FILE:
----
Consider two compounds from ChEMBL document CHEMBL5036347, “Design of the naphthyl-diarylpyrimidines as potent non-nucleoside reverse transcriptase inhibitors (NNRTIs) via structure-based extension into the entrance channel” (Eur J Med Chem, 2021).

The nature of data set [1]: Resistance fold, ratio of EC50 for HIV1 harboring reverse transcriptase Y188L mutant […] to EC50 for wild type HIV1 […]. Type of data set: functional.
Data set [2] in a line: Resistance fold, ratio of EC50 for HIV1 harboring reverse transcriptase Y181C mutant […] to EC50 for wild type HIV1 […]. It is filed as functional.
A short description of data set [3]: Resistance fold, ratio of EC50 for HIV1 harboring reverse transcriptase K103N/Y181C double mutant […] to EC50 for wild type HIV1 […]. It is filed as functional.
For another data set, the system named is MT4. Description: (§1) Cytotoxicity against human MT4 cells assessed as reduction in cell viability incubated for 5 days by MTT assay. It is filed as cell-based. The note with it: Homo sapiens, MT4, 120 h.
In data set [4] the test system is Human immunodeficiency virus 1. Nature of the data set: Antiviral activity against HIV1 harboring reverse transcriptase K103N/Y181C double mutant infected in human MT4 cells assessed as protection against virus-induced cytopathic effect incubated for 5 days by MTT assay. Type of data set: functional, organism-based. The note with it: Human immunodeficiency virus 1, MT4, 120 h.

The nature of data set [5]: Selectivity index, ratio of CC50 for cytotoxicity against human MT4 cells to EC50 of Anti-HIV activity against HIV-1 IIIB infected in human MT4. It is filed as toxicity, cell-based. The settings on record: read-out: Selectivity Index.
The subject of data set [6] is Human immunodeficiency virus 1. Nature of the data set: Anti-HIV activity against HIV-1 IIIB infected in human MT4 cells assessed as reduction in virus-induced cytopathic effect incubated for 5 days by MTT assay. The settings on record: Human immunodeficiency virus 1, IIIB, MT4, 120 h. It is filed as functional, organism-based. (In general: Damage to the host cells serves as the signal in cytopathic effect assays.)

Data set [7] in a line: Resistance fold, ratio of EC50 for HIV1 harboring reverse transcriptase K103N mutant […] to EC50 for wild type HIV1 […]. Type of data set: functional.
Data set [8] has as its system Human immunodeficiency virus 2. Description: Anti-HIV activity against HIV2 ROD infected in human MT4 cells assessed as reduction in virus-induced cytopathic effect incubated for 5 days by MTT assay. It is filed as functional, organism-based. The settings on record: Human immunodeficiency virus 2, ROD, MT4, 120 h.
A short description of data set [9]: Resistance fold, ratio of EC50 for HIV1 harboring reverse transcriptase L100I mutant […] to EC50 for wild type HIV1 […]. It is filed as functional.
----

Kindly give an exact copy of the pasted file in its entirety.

Consider two compounds from ChEMBL document CHEMBL5036347, “Design of the naphthyl-diarylpyrimidines as potent non-nucleoside reverse transcriptase inhibitors (NNRTIs) via structure-based extension into the entrance channel” (Eur J Med Chem, 2021).

The nature of data set [1]: Resistance fold, ratio of EC50 for HIV1 harboring reverse transcriptase Y188L mutant […] to EC50 for wild type HIV1 […]. Type of data set: functional.
Data set [2] in a line: Resistance fold, ratio of EC50 for HIV1 harboring reverse transcriptase Y181C mutant […] to EC50 for wild type HIV1 […]. It is filed as functional.
A short description of data set [3]: Resistance fold, ratio of EC50 for HIV1 harboring reverse transcriptase K103N/Y181C double mutant […] to EC50 for wild type HIV1 […]. It is filed as functional.
For another data set, the system named is MT4. Description: (§1) Cytotoxicity against human MT4 cells assessed as reduction in cell viability incubated for 5 days by MTT assay. It is filed as cell-based. The note with it: Homo sapiens, MT4, 120 h.
In data set [4] the test system is Human immunodeficiency virus 1. Nature of the data set: Antiviral activity against HIV1 harboring reverse transcriptase K103N/Y181C double mutant infected in human MT4 cells assessed as protection against virus-induced cytopathic effect incubated for 5 days by MTT assay. Type of data set: functional, organism-based. The note with it: Human immunodeficiency virus 1, MT4, 120 h.

The nature of data set [5]: Selectivity index, ratio of CC50 for cytotoxicity against human MT4 cells to EC50 of Anti-HIV activity against HIV-1 IIIB infected in human MT4. It is filed as toxicity, cell-based. The settings on record: read-out: Selectivity Index.
The subject of data set [6] is Human immunodeficiency virus 1. Nature of the data set: Anti-HIV activity against HIV-1 IIIB infected in human MT4 cells assessed as reduction in virus-induced cytopathic effect incubated for 5 days by MTT assay. The settings on record: Human immunodeficiency virus 1, IIIB, MT4, 120 h. It is filed as functional, organism-based. (In general: Damage to the host cells serves as the signal in cytopathic effect assays.)

Data set [7] in a line: Resistance fold, ratio of EC50 for HIV1 harboring reverse transcriptase K103N mutant […] to EC50 for wild type HIV1 […]. Type of data set: functional.
Data set [8] has as its system Human immunodeficiency virus 2. Description: Anti-HIV activity against HIV2 ROD infected in human MT4 cells assessed as reduction in virus-induced cytopathic effect incubated for 5 days by MTT assay. It is filed as functional, organism-based. The settings on record: Human immunodeficiency virus 2, ROD, MT4, 120 h.
A short description of data set [9]: Resistance fold, ratio of EC50 for HIV1 harboring reverse transcriptase L100I mutant […] to EC50 for wild type HIV1 […]. It is filed as functional.